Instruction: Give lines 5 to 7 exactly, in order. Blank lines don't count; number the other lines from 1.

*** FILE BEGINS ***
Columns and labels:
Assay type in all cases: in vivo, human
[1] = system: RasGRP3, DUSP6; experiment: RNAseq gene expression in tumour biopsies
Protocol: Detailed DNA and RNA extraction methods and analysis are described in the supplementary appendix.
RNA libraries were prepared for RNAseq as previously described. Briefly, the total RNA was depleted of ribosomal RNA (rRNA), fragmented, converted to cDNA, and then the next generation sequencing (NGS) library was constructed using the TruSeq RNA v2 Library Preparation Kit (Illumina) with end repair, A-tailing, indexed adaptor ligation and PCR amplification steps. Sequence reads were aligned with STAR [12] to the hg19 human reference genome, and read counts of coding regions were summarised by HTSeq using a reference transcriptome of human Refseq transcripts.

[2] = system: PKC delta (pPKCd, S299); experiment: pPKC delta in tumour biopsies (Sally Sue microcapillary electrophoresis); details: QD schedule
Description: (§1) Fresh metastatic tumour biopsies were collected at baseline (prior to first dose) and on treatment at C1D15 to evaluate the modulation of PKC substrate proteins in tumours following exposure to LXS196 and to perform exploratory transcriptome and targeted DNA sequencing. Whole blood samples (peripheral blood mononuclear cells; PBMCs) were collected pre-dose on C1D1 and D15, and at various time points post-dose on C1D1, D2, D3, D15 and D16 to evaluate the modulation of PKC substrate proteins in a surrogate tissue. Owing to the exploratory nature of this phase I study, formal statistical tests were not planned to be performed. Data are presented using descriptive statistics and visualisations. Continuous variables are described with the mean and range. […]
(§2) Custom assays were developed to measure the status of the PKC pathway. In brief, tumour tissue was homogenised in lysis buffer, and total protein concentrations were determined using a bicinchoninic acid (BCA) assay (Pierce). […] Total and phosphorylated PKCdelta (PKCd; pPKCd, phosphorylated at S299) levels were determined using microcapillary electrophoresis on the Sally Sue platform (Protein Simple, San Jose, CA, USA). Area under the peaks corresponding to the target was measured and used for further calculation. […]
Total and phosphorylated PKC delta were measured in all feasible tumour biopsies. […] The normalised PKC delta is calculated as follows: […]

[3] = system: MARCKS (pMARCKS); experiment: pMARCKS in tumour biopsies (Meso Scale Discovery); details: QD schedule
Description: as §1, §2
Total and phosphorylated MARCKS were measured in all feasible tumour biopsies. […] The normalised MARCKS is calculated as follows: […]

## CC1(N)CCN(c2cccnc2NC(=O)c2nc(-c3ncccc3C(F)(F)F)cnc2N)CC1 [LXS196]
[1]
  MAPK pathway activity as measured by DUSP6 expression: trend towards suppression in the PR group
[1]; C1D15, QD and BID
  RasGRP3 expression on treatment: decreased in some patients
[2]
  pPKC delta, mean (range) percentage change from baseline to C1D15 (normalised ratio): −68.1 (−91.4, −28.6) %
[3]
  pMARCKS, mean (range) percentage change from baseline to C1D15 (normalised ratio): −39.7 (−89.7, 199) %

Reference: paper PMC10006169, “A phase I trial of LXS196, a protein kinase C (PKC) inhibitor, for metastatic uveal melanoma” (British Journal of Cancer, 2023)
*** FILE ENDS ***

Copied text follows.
RNA libraries were prepared for RNAseq as previously described. Briefly, the total RNA was depleted of ribosomal RNA (rRNA), fragmented, converted to cDNA, and then the next generation sequencing (NGS) library was constructed using the TruSeq RNA v2 Library Preparation Kit (Illumina) with end repair, A-tailing, indexed adaptor ligation and PCR amplification steps. Sequence reads were aligned with STAR [12] to the hg19 human reference genome, and read counts of coding regions were summarised by HTSeq using a reference transcriptome of human Refseq transcripts.

[2] = system: PKC delta (pPKCd, S299); experiment: pPKC delta in tumour biopsies (Sally Sue microcapillary electrophoresis); details: QD schedule
Description: (§1) Fresh metastatic tumour biopsies were collected at baseline (prior to first dose) and on treatment at C1D15 to evaluate the modulation of PKC substrate proteins in tumours following exposure to LXS196 and to perform exploratory transcriptome and targeted DNA sequencing. Whole blood samples (peripheral blood mononuclear cells; PBMCs) were collected pre-dose on C1D1 and D15, and at various time points post-dose on C1D1, D2, D3, D15 and D16 to evaluate the modulation of PKC substrate proteins in a surrogate tissue. Owing to the exploratory nature of this phase I study, formal statistical tests were not planned to be performed. Data are presented using descriptive statistics and visualisations. Continuous variables are described with the mean and range. […]